Let me get this out of the way first: Wow. 3D gaming without glasses is (likely) first to market on a handheld? Don't forget about Nintendo's aversion to HD gaming, because it apparently doesn't affect gameplay. Since Nintendo is willing to found a new platform on 3D, the company must be confident it will significantly affect gameplay. So how will 3D change things? I have a few ideas. Remember the rumors that the next DS would have some sort of motion tracking? Good, remember the mini-game in Mario 64 that allowed you to manipulate Mario's facial features with the analog stick? On the 3DS this could be remade. A user would see a 3D representation of Mario's face, that user could be manipulated through gestures. Essentially, if the rumors are true, users could have "touch" control over 3D projections. Excited yet? I am.
Glasses-free 3D is important for a handheld, not only for usability but also for word of mouth advertising. After launch everyone that sees this device on a train or in the mall is going to gawk. 3D is ubiquitous right now. It is attention-grabbing on a level HDTV's haven't been able to attain. Now Nintendo is on board, hoping to bring new ideas to gaming through the use of the technology.
If Nintendo is able to pull off truly compelling software through this technology it may reignite core gamer interest in handhelds. It's been a slow trend over the last five years. As fewer and fewer core games came out for the DS and lifestyle software became prevalent, the core audience drifted from the DS. I don't think they moved to the PSP, because that platform has many problems of its own. The way I see it, is that there has been a genuine decline in interest in core handheld gaming.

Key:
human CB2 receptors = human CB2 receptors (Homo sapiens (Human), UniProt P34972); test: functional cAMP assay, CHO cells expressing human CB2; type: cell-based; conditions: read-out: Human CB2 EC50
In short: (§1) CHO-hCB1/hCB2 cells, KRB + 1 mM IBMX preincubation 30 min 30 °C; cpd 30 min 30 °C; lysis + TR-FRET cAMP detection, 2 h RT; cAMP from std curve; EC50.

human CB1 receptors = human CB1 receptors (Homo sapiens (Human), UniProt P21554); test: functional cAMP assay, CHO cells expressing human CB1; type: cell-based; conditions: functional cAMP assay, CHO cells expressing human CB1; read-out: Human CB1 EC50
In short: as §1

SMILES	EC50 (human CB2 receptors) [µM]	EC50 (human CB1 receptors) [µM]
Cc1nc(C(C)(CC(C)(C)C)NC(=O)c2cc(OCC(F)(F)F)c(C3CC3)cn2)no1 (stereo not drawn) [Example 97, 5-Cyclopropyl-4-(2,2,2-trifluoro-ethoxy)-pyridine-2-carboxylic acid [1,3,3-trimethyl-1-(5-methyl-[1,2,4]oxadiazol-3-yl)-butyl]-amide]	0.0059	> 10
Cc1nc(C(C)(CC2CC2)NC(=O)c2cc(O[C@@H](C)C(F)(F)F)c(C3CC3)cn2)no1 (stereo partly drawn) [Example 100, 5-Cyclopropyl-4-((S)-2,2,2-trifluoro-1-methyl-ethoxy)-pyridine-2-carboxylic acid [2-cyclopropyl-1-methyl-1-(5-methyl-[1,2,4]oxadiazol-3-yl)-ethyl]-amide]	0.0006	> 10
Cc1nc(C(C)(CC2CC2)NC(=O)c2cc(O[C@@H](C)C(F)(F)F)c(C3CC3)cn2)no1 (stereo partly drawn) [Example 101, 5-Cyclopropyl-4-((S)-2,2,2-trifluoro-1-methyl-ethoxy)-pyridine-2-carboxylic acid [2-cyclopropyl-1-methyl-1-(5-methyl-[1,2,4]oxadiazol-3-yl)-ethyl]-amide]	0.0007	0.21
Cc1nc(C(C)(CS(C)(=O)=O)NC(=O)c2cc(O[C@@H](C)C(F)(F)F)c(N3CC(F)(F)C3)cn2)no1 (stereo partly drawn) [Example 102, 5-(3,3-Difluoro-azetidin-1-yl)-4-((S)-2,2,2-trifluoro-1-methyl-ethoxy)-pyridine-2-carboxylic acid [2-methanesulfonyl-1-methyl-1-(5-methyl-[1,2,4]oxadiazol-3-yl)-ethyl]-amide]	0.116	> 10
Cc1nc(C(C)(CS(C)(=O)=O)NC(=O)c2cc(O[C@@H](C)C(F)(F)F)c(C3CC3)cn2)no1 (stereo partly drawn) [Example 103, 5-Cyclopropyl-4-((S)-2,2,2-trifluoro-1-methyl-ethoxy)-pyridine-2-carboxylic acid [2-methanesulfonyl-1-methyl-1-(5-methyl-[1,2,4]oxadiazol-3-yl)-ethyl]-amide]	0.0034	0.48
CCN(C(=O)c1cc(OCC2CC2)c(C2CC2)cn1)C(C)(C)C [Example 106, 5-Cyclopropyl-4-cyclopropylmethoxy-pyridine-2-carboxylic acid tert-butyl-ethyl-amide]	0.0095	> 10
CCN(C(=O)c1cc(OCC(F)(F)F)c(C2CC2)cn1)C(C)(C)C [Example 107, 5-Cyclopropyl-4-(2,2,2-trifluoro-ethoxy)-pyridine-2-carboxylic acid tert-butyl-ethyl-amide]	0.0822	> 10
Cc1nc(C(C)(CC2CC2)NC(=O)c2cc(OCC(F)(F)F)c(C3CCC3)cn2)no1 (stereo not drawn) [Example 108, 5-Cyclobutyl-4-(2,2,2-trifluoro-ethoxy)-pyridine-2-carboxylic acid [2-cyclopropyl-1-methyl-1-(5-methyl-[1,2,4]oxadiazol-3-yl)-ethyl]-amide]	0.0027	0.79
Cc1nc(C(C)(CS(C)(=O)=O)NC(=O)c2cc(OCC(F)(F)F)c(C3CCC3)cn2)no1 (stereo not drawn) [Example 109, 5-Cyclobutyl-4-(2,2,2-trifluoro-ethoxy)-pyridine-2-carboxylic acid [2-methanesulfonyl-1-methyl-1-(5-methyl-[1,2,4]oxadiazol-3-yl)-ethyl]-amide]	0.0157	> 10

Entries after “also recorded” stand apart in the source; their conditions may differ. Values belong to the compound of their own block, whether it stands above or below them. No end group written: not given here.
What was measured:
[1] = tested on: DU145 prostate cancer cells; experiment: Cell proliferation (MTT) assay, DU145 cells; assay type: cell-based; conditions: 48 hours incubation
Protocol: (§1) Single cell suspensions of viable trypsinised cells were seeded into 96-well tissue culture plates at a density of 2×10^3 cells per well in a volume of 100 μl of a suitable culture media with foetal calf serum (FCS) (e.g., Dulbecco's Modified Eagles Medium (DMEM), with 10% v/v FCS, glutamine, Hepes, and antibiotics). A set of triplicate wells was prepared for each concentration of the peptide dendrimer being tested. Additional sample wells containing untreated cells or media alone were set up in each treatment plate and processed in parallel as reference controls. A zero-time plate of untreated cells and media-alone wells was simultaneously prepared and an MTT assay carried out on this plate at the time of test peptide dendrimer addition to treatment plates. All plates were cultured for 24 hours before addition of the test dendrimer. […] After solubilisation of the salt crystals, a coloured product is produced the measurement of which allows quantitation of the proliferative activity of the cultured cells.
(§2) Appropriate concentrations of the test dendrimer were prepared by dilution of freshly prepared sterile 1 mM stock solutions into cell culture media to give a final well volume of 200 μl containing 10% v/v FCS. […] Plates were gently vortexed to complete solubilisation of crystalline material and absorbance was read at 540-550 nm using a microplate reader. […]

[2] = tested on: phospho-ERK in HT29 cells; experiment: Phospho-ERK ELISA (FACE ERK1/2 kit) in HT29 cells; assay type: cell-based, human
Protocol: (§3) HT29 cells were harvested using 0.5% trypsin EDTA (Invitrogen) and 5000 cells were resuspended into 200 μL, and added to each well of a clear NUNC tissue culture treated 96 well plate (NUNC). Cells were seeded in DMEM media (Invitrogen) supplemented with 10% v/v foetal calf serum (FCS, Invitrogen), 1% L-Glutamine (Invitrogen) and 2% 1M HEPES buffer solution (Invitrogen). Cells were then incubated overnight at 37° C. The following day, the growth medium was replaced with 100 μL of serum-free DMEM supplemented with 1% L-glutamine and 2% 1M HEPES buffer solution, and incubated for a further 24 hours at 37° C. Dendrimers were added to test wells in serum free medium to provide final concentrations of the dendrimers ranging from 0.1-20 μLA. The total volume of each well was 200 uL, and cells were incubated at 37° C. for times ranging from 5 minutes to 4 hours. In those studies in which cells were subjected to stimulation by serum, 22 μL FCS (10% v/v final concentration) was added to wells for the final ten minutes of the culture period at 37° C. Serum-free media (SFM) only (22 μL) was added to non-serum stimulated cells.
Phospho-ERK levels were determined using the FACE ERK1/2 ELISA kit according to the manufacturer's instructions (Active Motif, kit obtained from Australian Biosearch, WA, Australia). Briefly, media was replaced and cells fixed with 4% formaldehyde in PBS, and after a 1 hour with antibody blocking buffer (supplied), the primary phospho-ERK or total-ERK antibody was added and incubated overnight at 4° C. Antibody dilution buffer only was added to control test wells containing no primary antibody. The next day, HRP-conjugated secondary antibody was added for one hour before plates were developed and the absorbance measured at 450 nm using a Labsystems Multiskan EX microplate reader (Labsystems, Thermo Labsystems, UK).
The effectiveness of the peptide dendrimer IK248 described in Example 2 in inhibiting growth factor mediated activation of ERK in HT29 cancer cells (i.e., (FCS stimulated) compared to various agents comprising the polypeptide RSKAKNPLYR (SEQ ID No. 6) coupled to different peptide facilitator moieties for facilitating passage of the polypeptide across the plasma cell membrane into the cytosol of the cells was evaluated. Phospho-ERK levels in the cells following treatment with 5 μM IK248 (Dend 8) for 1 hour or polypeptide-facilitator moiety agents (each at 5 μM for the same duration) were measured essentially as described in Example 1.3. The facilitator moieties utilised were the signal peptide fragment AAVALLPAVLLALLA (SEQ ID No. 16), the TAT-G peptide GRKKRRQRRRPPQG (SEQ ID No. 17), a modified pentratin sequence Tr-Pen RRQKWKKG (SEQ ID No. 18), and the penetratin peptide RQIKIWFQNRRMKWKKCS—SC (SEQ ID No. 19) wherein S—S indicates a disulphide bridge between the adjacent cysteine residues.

What's to blame for this? Two things, first is the rise of lifestyle software on the DS that turns off core gamers. Second, and much more important is the rise of the smart phone. The iPhone's myriad cheap, simple, time sucking games have eaten into market share for both the DS and the PSP. Now platforms like the iPhone and Palm's webOS (Android is here too, but far behind on this count) are bringing legitimate games with 3D (graphics) to bear.
This has to be a concern for Nintendo. While the DS can function as a lifestyle device and a gaming device it can't compete with smart phones when it comes to features. The DS can't make phone calls, there is no email functionality, text messages are a no go, efficient social networking is out of the question etc. However smart phones (like the iPhone or the Palm Pre) can compete with the DS as both a lifestyle device and a gaming platform.
The 3DS is obviously a move to differentiate Nintendo's platform as a true gaming device. As opposed to the iPhone which is restricted to just touch input. The longer Nintendo can innovate in mobile gaming hardware the longer the market for dedicated gaming devices will survive. I believe that the day will come that there will not be a market for dedicated mobile gaming devices. Competition from fully featured phones like Apple's and Palm's will cut too deeply into Nintendo's market share and Nintendo will be forced to respond in a different way. Either as a third party publisher of mobile games, or jump into the smart phone game as a hardware manufacturer. I see one of these outcomes as inevitable.
What the 3DS truly is, though, is an innovation forced by competition from companies that five years ago operated in completely different oceans. Do not think of Nintendo as a backwards company. Look at the DSi: internal flash memory, Wi-Fi radio, and a downloadable game (app?) market. Is Nintendo truly lacking in mobile device know-how compared to Apple, Sony, or Palm? The answer is no. Nintendo is a ferocious innovator in mobile technology and will do whatever it takes to keep its mobile software and hardware business as lucrative as it has been for more than twenty years. Glasses-free 3D is their innovation for now, and a SIM card may be their next one.